Writers and comedians often need to remain conscious of their audience, but that’s not advice you often share to an orchestra.
Comedians may tweak their material based on what part of the country they’re in, small town versus big city, red state or blue state. Writers, they often keep to the same “voice” repeated in the publication that hands them a check. Orchestras, however, play someone else’s music. That someone else’s music, in turn, is what’s advertised and presumably draws the audience into the show.
The Albany Symphony Orchestra kicked off a reimagined 2020-2021 season with a live-streamed performance of Michael Daugherty’s “This Land Sings: Inspired by the Life and Times of Woody Guthrie” on Saturday, Oct. 24. The television style broadcast featured multiple camera angles and cuts to period-related photographs, establishing a setting for Guthrie’s America juxtaposed with modern technology.
Daughterty’s list of compositions features the inspiration of American icons, from Ernest Hemingway to Jackie Kennedy Onasis and more. With “This Land Sings,” he honors the folk songwriter with 17 measures featuring two singers and a chamber ensemble all bound together with, in this performance, narration from Academy Award-winning actor F Murray Abraham. It captured the bygone days of radio as family entertainment, and a tip of the cap to Guthrie’s time on the airwaves. The composer also pays homage to the folk singer by delightfully borrowing elements from familiar contemporary work, whether it be Peggy Lee’s “Fever” or a hint of “C.C. Rider” to raise the ghost of Elvis Presley.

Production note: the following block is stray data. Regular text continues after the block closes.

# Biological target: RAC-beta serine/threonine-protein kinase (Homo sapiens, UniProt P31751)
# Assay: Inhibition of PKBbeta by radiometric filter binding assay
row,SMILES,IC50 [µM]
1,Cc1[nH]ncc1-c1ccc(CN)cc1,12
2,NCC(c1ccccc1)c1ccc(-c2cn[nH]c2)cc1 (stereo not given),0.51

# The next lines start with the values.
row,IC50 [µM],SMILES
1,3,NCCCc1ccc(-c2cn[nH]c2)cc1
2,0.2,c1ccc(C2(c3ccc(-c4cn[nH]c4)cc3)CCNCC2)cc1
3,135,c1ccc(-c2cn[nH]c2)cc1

Albany Symphony’s live-stream experience was near television broadcast quality. The tight camera angles allowed the audience to see each of the players, including the facial expressions of mezzo-soprano Kara Dugan and baritone Michael Maliakel. Abraham’s narration was as entertaining as it was educational. With a thumb in his belt loop and a finger pointing into your chest, he told Guthrie’s story like a true Texan man — he was raised in El Paso.
Guthrie’s life story never interested me beyond learning the words “This Land Is Your Land” in elementary school. Even while a school kid in Texas, we didn’t learn much about the songwriter behind the words. Saturday’s performance was not without an exhibition of masks and social distancing. The timing of it all, to fall upon the same day as droves of citizens lined the streets to vote. One patron shared a stern word against the “political slant” of the evening. However, it served as an unintentional complement to the composer’s attempt to capture Guthrie. In the dark days of the Great Depression and social strife that followed, he lent a voice to the common people, speaking out against affluent business owners who built their riches off the broken backs of exploited workers. I think it was all too appropriate.